4. Focusing on absolute emissions reductions, especially by high-polluting actors/activities: travel, diet and housing.

  5. Supporting social mobilisation – including social movements, facilitators, influencers, cultural leaders, social guides, intermediaries and institutional entrepreneurs that can provide leadership, build trust, develop visions and add sense.

From ‘Shallow’ to ‘deep’ scaling

The authors call for a move:

  • Away from linear and ‘shallow’ understandings of behaviour change, dominated by traditional behavioural and mainstreaming approaches
  • Towards a ‘deep’, contextualised and dynamic view of scaling as a transformative process of multiple feedbacks and learning loops between individuals and systems.

    This includes nurturing values and culture practices of care and community, whereby human needs can be met in more sustainable and less materialistic ways. These intervention points are connected through reciprocity, so that efforts by individuals, communities and cities are matched by government leadership that opens up space for further bottom-up experimentation and integrates demands from social movements.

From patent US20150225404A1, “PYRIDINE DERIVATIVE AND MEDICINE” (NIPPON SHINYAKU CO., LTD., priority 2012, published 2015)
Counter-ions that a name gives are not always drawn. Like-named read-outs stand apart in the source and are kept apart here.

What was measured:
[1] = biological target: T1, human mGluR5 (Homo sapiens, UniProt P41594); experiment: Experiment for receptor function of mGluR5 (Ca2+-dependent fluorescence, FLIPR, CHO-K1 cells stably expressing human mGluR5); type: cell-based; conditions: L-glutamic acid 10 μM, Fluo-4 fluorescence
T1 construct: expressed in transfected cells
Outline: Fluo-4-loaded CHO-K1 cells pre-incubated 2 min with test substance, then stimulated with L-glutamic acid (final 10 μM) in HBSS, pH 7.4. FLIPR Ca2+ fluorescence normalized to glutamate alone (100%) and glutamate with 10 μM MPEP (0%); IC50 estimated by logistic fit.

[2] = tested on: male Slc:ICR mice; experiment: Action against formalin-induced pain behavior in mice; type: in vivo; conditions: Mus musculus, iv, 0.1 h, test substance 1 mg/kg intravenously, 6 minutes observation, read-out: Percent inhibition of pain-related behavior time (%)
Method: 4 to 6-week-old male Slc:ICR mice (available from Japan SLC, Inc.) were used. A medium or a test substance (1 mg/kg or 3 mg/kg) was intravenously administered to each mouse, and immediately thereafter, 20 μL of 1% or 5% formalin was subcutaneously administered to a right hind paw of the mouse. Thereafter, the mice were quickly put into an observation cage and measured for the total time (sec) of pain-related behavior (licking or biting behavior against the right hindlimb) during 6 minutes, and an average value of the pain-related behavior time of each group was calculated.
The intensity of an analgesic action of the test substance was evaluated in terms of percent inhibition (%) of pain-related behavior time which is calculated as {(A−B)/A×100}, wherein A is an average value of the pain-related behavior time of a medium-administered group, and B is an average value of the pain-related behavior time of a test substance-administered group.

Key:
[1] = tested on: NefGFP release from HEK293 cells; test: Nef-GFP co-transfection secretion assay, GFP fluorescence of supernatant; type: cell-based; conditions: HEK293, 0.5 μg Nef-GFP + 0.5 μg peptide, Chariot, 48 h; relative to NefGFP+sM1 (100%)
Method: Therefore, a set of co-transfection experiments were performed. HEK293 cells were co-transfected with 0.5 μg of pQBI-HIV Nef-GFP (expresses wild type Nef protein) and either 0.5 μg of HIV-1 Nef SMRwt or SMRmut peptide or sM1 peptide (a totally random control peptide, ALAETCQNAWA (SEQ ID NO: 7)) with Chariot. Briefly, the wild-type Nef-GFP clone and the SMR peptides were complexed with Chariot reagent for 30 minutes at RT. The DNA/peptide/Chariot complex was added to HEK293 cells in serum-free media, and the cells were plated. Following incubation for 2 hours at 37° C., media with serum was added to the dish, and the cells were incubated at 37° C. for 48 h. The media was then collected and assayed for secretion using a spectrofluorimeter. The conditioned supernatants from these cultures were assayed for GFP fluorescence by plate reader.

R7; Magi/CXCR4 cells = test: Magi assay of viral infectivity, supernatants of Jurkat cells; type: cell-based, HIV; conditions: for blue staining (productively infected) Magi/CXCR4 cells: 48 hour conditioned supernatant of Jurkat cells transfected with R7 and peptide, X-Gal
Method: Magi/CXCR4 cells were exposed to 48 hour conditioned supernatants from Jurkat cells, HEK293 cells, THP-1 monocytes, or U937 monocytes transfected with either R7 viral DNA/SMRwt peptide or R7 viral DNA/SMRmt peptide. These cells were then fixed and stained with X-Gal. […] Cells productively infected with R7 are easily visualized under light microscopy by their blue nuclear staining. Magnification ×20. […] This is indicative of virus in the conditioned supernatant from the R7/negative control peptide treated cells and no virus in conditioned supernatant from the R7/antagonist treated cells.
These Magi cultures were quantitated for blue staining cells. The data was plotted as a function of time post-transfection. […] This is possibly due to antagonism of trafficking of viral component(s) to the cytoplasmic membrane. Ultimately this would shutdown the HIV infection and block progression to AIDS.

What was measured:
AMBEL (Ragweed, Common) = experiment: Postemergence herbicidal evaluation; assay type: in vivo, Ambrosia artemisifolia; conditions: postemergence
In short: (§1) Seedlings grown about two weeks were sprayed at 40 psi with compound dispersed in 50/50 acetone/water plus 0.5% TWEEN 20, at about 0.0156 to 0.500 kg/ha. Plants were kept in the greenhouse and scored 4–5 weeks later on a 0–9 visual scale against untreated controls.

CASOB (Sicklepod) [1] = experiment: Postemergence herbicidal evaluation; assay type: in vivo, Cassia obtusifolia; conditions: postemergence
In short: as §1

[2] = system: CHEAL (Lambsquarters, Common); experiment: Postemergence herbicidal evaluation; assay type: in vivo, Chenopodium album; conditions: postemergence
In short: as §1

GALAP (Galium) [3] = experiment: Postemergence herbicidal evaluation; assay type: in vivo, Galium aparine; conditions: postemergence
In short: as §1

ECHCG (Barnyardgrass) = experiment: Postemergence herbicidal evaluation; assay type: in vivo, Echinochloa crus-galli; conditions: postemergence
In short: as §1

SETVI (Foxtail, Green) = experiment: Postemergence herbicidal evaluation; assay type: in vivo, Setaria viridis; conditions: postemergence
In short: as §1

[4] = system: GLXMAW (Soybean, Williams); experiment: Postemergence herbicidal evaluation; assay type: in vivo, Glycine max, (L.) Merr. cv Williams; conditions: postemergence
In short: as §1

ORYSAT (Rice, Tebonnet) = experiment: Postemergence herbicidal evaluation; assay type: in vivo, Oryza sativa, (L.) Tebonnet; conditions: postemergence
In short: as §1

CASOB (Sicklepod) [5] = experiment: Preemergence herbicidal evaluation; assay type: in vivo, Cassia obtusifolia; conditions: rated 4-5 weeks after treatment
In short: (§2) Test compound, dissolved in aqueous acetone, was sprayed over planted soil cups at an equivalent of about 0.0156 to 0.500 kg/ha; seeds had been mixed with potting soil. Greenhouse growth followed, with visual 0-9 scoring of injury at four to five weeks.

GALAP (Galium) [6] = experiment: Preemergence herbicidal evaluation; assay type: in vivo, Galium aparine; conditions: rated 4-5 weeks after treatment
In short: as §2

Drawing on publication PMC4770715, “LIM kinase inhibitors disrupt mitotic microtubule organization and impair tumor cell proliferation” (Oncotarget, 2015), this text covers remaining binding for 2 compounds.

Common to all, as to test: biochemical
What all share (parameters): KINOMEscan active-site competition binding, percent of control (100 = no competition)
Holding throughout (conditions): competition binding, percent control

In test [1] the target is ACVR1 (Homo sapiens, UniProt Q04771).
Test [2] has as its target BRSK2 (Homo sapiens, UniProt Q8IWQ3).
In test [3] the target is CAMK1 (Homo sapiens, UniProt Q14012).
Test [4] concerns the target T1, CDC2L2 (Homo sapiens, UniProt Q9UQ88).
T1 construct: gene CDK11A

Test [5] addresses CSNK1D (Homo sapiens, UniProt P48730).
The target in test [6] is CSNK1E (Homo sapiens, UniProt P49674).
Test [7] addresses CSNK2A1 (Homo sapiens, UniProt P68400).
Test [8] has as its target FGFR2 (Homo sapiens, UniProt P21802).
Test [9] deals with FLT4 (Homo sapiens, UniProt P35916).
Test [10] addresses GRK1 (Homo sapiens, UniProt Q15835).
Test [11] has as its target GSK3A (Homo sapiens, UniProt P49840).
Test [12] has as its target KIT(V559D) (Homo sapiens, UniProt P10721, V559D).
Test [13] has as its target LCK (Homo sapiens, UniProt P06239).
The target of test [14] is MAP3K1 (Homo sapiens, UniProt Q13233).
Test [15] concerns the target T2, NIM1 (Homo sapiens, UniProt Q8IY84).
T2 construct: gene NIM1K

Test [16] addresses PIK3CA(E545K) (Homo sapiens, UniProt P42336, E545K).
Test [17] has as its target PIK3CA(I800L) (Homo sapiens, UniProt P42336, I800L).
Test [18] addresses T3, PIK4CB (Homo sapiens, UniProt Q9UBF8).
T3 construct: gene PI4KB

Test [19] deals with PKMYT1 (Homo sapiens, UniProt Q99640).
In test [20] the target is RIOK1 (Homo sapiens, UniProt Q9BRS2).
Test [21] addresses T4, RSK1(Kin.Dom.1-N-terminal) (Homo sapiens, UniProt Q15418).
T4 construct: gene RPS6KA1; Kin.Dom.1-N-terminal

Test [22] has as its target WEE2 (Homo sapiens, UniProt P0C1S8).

Priming to motivate environmentally conscious behaviour by activating those values at the point of choice is also highlighted as a successful sustainable behaviour intervention. This ties with a proposal for the use of more empowering cues, such as telling a positive story and highlighting the co-benefits of pro-environmental actions – for example, health, wellbeing, community cohesion, as well as citizenship.

Behavioural economics and psychological perspectives

The paper highlights:

  • The high risk of ‘rebound’ effect from nudge efforts and failure to engage with the attitudes, values and beliefs underlying individuals’ motivations for action.

    Example: buying a more fuel-efficient or hybrid car might cause a driver to make longer or more frequent journeys, and even to spend the money saved on energy-intensive goods and services, such as a second car.

  • Instead, values (personal, guiding principles) and identity (how people define themselves) are recommended for public engagement.